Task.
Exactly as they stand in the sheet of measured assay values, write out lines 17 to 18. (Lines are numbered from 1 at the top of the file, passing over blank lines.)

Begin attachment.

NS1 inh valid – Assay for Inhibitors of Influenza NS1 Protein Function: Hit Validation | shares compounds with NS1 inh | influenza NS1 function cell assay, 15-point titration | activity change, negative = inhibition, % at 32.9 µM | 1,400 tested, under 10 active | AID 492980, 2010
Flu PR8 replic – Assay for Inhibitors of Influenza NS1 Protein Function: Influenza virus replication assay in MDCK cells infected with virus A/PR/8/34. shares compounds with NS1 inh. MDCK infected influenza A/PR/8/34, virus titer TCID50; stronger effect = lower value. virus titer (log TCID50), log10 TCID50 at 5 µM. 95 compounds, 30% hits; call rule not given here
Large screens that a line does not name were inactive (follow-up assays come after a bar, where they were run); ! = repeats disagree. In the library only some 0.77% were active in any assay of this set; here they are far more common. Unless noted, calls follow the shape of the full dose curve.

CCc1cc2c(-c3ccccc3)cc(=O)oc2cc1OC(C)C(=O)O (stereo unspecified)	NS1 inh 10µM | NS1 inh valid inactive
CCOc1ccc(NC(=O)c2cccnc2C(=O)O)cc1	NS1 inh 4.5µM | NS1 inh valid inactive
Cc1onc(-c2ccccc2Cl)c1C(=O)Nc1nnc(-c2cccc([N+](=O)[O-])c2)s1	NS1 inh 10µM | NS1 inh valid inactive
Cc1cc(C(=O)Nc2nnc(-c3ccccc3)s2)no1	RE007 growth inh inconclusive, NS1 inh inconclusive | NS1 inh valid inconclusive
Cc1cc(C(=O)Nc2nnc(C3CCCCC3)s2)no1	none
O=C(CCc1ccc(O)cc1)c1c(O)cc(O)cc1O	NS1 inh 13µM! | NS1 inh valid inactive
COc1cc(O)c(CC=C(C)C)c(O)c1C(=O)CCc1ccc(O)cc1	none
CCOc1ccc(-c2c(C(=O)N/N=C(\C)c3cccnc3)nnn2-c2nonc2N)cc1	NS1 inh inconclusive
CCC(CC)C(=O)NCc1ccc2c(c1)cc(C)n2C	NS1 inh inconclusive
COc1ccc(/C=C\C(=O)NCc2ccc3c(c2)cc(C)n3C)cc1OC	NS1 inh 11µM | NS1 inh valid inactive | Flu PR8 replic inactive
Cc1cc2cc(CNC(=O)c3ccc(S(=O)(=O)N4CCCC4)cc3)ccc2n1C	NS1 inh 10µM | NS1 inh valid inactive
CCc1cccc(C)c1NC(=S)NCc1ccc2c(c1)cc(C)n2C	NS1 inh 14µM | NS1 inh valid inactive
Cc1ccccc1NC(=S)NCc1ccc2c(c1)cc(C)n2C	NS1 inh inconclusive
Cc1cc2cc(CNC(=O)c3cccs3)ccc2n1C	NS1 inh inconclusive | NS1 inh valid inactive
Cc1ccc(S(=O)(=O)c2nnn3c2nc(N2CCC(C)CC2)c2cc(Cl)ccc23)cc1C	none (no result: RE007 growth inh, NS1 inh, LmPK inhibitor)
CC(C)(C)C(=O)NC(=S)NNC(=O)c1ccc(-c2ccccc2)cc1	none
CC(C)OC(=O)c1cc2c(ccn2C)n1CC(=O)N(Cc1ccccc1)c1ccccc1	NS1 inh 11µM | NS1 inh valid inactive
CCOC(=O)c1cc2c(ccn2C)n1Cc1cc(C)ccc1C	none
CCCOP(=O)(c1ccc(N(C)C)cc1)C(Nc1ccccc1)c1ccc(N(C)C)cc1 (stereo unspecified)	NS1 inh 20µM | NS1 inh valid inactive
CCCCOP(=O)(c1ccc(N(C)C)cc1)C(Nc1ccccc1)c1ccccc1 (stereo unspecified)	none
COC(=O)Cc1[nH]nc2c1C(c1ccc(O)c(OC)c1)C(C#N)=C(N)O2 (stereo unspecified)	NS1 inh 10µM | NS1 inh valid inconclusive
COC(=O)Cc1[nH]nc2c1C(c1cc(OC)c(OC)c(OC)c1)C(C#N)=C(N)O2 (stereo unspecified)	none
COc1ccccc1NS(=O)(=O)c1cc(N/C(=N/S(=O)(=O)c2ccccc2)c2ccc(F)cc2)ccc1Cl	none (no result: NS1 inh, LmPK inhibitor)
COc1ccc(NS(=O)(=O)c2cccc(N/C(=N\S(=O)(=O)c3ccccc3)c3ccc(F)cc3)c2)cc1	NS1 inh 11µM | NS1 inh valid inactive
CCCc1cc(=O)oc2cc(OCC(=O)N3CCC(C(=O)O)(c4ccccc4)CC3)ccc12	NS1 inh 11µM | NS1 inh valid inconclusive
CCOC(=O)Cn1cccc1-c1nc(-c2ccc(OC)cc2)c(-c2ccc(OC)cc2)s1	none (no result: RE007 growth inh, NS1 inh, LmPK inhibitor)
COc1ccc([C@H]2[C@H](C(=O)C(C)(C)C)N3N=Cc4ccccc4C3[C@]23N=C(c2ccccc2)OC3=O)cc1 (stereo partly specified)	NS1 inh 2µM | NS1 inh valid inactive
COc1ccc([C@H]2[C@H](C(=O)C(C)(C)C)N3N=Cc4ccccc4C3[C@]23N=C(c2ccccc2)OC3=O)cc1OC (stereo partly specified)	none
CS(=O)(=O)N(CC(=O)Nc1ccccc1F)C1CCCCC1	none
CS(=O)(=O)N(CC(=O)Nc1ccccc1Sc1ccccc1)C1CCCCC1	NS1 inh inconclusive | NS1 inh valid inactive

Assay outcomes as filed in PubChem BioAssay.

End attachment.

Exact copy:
Cc1cc2cc(CNC(=O)c3cccs3)ccc2n1C	NS1 inh inconclusive | NS1 inh valid inactive
Cc1ccc(S(=O)(=O)c2nnn3c2nc(N2CCC(C)CC2)c2cc(Cl)ccc23)cc1C	none (no result: RE007 growth inh, NS1 inh, LmPK inhibitor)